Experience Levels

Earlier I made a remark on the percentage of population that might be leveled at various tech levels.  I suggested that tech 18 be all leveled persons . . . which got a very good worried-looking response from my party last Saturday night when I suggested it.  A DM must be allowed to enjoy these things.

I think I will probably make use of my favorite number series (I employ it all the time) and confirm that tech 18 would have 89% of its population leveled.  Here, let me put together a table:

Total 25,684,084 leveled population
I had to goof around a bit with the Fibonacci series, since I was working back from the convenient number of 89 out of 100, so that tech 10 was adjusted from 2% to 2.1%, letting all the other numbers come out.  There are doubtlessly other ways to mess with it, but this is good enough for now.  It gives a sense of the balance of power between the individual tech levels.

Tech 14 isn't quite the peak; even though it has more people than tech 15 entities combined, it falls short on levels.  Yet I think this is the turning point where an entity's resources are concerned, because this is the first level in which all the parts of society are combined together.  Nationalism and Divine Right draws together all the resources of the region's people into a single camp when facing an enemy, under one titular head with one agenda (well, relatively, we did mention public discourse and argument among the people).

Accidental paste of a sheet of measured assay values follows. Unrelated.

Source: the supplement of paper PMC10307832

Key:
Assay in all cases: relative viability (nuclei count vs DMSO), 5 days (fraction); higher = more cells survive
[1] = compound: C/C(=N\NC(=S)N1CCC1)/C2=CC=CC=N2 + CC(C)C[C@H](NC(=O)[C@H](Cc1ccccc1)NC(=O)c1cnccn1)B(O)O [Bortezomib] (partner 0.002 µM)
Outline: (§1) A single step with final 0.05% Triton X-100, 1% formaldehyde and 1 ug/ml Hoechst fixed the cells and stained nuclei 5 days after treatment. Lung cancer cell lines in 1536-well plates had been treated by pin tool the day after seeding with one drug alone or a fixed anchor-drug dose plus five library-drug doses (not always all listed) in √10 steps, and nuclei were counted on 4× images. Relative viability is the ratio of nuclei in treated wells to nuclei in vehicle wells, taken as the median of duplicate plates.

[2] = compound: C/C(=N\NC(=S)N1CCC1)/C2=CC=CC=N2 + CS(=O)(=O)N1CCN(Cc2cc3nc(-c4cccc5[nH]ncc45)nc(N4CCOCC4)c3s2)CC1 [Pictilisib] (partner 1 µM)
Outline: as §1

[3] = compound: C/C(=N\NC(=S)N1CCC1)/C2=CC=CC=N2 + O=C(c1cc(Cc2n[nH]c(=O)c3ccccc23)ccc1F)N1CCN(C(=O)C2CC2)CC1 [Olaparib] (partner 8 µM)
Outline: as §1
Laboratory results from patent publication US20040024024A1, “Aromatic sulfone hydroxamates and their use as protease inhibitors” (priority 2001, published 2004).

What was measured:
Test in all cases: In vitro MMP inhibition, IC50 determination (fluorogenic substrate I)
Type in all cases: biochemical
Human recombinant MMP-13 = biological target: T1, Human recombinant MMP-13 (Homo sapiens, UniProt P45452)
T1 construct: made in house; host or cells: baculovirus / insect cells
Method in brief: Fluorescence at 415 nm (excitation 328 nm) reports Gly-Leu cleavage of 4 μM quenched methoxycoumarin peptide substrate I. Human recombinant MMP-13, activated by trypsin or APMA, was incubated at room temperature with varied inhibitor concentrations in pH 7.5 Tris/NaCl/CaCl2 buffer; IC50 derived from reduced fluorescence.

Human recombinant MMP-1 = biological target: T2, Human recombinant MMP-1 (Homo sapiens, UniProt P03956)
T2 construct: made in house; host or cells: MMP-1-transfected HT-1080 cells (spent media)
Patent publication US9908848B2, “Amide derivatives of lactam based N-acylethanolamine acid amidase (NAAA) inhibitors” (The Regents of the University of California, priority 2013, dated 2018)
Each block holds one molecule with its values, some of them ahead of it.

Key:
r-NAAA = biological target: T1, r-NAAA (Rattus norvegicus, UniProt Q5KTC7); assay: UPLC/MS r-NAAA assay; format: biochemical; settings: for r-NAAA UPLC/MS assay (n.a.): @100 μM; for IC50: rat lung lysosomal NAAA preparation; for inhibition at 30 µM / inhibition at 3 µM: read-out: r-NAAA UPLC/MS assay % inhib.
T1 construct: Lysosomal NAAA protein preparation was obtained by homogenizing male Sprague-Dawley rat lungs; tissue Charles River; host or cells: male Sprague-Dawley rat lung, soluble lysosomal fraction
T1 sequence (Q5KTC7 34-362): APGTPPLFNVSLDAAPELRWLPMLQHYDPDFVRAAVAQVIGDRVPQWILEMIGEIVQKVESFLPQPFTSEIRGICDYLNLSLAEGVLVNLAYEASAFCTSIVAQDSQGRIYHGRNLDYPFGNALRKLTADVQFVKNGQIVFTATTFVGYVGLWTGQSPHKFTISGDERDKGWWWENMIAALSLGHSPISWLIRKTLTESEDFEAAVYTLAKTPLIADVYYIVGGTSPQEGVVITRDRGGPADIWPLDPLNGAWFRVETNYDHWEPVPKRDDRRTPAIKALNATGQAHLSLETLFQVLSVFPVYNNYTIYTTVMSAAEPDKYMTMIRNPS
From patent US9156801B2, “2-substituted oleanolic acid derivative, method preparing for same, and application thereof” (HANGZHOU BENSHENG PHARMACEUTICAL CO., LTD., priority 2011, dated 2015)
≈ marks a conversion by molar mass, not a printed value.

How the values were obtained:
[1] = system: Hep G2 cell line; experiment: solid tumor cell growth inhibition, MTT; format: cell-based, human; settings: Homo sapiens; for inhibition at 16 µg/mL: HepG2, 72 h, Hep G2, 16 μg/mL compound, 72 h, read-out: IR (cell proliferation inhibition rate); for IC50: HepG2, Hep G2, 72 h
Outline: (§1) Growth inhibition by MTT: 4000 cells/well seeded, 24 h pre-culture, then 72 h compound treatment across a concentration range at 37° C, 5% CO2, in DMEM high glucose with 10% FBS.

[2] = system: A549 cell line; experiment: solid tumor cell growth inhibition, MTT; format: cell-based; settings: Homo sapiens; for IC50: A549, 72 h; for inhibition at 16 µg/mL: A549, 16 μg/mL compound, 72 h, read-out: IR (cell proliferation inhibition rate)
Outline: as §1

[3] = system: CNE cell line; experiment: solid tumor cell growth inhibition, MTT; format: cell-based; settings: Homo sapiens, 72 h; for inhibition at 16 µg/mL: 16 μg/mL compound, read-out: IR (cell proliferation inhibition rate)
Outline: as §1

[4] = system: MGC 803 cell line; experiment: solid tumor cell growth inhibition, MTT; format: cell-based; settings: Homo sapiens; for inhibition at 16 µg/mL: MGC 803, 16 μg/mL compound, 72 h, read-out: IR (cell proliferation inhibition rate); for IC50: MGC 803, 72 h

Nations of this rank (for we can use that term, now) represent two thirds of the 'true Players' where it comes to the world's political discourse (it does help to remember that these are provinces of larger entities, so that Urbino and Ravenna are united as part of the Papal States, Vicenza and Berghem are united with Venice and so on).


I want to say that if 1st level spells become readily available with tech 9 (something I mentioned on that post two weeks ago), then tech 14 would have implementation of 6th level spells.  That may not actually work overall; there are 10 levels between 9 and 18 (inclusive) and there are only 7 cleric, druid and illusionist levels.  It follows that the highest of each should compliment the highest tech level . . . but that means figuring out some table that staggers the tech level where that particular spell level begins to proliferate and -

Heck, I've probably lost the reader.  Can we just presume that with higher tech levels and with more population able to use magic, that spells like permanent iron walls, guards & wards, fire traps, glyphs, spike fields and so on are going to proliferate to the point where pre-cast and spontaneously cast magic begins to dominate the battlefield more than common defenses like walls and moats?  The reader will remember that a similar thing occurred with towns that had to build walls to defend against cannon, all earth walls and angles that deflected shells.